School officials are being asked to justify a recent speech given by peace activist Howard Zinn at Newton North High School in which he equated the U.S. military strikes in Afghanistan with the Sept. 11 terrorist attacks.
The controversial historian and former Boston University professor stressed that the U.S. bombing raids aimed at toppling the Taliban and hunting down fugitive terror boss Osama bin Laden were killing children and innocent civilians.
``The terrorists of Sept. 11 did a horrible thing to us, so we do terrible things to the people of Afghanistan. That is immoral and puts us on the same level as a terrorist,'' Zinn was quoted as saying in a report in the school newspaper.
Parents questioned exposing young teens to Zinn's opinions.
``It's unbelievable what this guy did,'' said Tom Mountain, a parent of three Newton students who are not yet in high school. ``It's horrifying. He told these things to an entire school audience of kids 13 to 17 who don't know any better.''
Mountain said he has disagreed with Zinn for more than 20 years, dating back to the 1980s when Mountain was a student at Brandeis University rallying in support of Israel. Zinn was out of town and could not be reached for comment, according to his wife.
Jim Marini, Newton's associate superintendent for secondary schools, agreed that Zinn's views are ``radically different'' than those of most Americans and U.S. political leaders. Still, he defended the campus-run speakers program and said he had not received any complaints from parents.
``I think the schools bring in speakers who are not always non-controversial,'' said Marini. ``That's what happens in the schools. That's what happened in this case. That's part of what, I suppose, education is all about.''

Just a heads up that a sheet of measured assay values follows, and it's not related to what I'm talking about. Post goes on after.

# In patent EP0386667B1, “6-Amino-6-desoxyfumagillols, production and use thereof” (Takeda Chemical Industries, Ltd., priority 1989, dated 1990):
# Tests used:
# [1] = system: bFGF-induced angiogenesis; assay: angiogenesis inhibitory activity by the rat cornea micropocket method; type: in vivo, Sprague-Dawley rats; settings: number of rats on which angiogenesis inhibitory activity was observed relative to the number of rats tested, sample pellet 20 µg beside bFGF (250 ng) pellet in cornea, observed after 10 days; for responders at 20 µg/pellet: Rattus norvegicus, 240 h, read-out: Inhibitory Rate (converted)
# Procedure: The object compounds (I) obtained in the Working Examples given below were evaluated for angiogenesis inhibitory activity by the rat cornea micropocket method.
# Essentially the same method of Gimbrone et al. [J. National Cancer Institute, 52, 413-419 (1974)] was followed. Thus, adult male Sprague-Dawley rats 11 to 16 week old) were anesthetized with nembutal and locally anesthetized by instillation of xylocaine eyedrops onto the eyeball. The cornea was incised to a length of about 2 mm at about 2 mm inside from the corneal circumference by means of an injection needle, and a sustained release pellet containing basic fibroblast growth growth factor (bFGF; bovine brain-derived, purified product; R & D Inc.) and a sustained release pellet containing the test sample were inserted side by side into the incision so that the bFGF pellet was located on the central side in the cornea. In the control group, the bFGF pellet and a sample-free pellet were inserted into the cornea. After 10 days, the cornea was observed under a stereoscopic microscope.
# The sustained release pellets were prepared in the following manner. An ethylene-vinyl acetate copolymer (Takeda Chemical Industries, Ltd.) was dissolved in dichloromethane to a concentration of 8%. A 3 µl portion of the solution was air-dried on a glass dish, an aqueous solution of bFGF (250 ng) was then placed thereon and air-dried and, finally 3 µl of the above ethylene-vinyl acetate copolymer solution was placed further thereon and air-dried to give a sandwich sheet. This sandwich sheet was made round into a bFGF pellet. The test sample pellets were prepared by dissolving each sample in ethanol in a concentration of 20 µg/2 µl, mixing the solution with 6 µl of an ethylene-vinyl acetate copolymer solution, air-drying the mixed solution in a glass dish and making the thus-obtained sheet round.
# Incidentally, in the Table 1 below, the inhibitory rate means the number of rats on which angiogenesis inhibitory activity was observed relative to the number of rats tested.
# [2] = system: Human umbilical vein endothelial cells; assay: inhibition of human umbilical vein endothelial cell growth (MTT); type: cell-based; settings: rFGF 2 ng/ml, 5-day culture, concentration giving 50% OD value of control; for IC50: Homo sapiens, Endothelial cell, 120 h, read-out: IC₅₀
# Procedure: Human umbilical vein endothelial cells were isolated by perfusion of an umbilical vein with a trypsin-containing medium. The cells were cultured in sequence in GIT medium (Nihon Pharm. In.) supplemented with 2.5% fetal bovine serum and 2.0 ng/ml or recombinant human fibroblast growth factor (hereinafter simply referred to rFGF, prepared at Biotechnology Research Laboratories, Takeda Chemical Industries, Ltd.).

Officials at Newton North could not be reached for comment. A message for Newton Mayor David Cohen, who sits on the School Committee, was not returned.
The school paper, Newtonite, said the speech was sponsored by the school's Human Rights Board as the first in a series of forums after Sept. 11.
In a ``packed Lesker Auditorium'' Zinn questioned the effectiveness of the bombing campaign.
``What happens if we do capture Osama bin Laden? Will we be safe then?'' he asked.
``The death of 6,000 New Yorkers is very real to us,'' the paper quoted Zinn. ``The death of thousands of Iraqi children is not. Until the death of children in other countries is as real to us as the death of our children, we will continue to have a real problem.''
Zinn warned the students that war ultimately curbs civil liberties in America.
``In a war situation there is always an attempt to suppress free speech,'' the school paper quoted Zinn. ``People who disagree with the war are looked at as unpatriotic, but in a democracy you must think for yourself about what is right and wrong and speak your mind.''
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